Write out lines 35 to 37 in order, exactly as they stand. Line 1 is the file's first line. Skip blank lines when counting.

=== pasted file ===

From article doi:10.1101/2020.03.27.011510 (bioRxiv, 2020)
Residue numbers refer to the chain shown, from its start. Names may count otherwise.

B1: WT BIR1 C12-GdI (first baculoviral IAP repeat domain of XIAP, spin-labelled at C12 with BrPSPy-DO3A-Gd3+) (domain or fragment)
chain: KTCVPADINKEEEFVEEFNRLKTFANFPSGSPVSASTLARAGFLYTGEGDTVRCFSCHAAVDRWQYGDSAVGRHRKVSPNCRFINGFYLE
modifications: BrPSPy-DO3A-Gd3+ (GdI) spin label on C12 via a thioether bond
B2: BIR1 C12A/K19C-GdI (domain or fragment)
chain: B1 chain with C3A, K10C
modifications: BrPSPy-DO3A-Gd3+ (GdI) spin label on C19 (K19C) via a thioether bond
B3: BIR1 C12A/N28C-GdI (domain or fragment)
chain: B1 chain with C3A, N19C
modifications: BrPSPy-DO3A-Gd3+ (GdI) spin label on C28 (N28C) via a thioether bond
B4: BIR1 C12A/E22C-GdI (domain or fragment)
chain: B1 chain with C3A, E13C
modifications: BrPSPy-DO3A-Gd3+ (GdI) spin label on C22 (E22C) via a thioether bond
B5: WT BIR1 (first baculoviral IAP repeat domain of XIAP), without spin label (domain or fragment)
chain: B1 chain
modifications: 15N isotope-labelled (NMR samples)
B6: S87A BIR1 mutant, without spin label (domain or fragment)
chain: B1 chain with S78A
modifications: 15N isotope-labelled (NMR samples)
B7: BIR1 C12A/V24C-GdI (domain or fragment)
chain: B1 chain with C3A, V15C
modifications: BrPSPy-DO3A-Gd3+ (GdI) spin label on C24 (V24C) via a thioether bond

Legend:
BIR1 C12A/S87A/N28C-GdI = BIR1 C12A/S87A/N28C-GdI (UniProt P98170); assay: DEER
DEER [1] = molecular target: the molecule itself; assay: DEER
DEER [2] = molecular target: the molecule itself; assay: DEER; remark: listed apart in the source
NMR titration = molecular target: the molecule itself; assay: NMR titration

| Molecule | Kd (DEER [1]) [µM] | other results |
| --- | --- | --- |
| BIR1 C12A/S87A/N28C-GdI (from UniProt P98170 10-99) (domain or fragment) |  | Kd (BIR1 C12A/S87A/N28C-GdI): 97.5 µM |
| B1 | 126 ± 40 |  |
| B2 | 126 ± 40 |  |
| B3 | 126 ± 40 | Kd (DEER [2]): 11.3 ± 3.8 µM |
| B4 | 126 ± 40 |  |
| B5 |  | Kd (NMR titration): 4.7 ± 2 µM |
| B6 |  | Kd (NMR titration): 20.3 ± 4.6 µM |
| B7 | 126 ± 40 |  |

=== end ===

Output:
| B4 | 126 ± 40 |  |
| B5 |  | Kd (NMR titration): 4.7 ± 2 µM |
| B6 |  | Kd (NMR titration): 20.3 ± 4.6 µM |